Originally Posted by Golfingdad
Originally Posted by phan52
I agree with you that the infraction had zero effect on the kicker. But a rule is a rule. And from one of the camera angles, it was clear that one of the refs was standing right behind the part of the formation with the seven players. He's gotta call that regardless. I shed no tears for the stinkin' Steelers and they really have nobody else to blame but themselves for their plight because of their awful start, but they got screwed.
But if you believe that, then the extension of that view is that the chargers got screwed in game 1, (per the story in my link a few posts back) hence the steelers really didn't get screwed because they would have already been eliminated.
Yes, this call was missed, but so were several others that also impacted games, but since this one happened at the end of the last game of the season, it's the only one people want to remember.
There is a big difference, even though you don't seem to want to admit it. This is your earlier comment:
Missed calls like that at the end of the game bother me very little because I recognize that there are missed calls all throughout the game (any game) that could have mattered just as much (there's no way of knowing). Further, there are calls all season that could potentially end up meaning just as much. One example: The Chargers lost to the Titans early in the season on a touchdown on, basically, the last play of the game. The Titans receiver pushed off and should have been called for interference but wasn't. Had they made that call, we wouldn't even be talking about this.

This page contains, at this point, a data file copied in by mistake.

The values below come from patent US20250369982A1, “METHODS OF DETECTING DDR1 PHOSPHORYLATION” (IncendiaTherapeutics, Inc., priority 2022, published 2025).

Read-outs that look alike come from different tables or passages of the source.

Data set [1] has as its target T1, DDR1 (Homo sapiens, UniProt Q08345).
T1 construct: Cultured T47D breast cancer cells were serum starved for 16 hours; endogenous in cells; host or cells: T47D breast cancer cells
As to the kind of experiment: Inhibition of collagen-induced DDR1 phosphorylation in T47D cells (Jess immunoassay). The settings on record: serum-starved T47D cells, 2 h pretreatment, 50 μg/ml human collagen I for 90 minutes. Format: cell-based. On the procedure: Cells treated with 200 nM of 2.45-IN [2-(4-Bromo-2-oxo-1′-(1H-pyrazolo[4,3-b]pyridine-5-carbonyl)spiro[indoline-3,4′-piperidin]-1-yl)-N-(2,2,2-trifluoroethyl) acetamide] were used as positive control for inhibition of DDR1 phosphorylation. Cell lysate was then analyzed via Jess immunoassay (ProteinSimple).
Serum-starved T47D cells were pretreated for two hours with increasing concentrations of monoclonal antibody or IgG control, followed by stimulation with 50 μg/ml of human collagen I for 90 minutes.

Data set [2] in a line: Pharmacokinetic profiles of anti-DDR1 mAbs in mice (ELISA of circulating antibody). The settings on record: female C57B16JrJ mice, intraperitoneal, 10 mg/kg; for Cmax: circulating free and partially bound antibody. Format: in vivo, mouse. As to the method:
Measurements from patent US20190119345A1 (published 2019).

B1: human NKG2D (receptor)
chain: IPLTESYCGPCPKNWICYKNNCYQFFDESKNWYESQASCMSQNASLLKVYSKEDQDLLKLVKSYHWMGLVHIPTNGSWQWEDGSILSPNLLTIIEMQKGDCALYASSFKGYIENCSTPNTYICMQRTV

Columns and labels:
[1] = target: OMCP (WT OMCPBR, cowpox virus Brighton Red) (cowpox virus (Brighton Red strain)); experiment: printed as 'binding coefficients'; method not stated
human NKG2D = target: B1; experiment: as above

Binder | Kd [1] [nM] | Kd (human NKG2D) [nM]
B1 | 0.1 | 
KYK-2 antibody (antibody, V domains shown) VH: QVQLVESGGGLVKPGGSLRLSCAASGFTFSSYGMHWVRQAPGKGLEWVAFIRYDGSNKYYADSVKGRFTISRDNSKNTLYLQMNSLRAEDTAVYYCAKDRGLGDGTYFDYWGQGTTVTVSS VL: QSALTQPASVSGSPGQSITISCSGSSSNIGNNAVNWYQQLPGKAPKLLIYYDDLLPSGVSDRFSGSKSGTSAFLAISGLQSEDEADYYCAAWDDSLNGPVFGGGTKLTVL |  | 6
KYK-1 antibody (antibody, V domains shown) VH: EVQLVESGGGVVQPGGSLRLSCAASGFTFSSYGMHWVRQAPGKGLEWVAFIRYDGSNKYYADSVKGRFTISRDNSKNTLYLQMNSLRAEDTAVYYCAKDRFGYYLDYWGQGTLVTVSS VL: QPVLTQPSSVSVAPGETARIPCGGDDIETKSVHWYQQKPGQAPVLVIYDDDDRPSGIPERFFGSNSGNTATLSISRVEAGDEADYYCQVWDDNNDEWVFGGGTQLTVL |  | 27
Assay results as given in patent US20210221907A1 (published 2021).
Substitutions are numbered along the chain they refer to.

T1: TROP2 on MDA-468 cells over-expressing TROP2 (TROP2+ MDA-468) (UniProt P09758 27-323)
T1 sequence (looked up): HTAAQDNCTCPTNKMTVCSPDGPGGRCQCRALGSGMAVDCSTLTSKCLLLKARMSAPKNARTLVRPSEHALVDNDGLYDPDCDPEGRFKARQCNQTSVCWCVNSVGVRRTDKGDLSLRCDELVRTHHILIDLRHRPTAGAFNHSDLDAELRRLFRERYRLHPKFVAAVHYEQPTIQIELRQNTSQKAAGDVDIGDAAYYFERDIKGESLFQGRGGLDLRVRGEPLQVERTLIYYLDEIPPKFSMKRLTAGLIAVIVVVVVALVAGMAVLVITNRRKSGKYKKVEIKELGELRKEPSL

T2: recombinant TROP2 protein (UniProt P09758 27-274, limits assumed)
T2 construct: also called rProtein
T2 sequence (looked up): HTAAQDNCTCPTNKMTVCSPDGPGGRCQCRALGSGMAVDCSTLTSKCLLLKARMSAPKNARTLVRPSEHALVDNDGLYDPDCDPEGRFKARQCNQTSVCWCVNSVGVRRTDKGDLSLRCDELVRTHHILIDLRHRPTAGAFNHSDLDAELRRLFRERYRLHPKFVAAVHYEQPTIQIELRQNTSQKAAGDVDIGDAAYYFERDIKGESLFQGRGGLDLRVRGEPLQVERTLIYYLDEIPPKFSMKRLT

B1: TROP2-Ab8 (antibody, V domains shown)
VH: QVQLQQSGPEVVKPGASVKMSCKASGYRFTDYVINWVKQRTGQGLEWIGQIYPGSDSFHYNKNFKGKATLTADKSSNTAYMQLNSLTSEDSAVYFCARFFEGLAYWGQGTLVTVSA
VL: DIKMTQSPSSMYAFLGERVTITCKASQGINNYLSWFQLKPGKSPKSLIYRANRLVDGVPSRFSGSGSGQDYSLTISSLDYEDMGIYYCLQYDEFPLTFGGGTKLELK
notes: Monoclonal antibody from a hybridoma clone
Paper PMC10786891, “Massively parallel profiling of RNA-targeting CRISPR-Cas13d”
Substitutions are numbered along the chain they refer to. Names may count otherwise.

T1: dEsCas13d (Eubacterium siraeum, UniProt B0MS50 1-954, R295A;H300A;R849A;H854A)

Pass interference is either missed or it's called when it didn't actually happen on a regular basis because it is so often a judgement call. It's dependent on the viewing angle of the official. I've seen at least seen a half dozen facemask fouls this season which were not called (and at least one that was penalized, but didn't actually happen), yet looked quite obvious on screen. When the action is occurring, everything happens so fast that if the official happens to blink at the wrong time, he'll miss it. Those calls are going to be a problem for as long as they depend primarily on the officials on the field for regulating the game. I believe that the game really has gotten too fast for real time referees on action calls.
In the blown call with the Chiefs, that simply isn't the case. It is nothing more than a matter of counting, one of the most basic parts of the official's job, and during a time when the players are all static. An NFL official should be able to recognize an illegal formation just by looking at it. An official who can't count to 7 shouldn't even be on the field - certainly not at such a critical juncture in the game and the season.
Receivers push off a lot and get away with it. Most of those big strong receivers that the sports media loves to gush about get the window of separation by pushing off from the usually much smaller DB. Because of the size difference, it's not usually obvious unless the DB goes to the ground, and even then they probably won't call it. It has to be blatant and obvious for them to call offensive PI, and it's usually on a pick play. Trying to make a point by using that just isn't going to wash.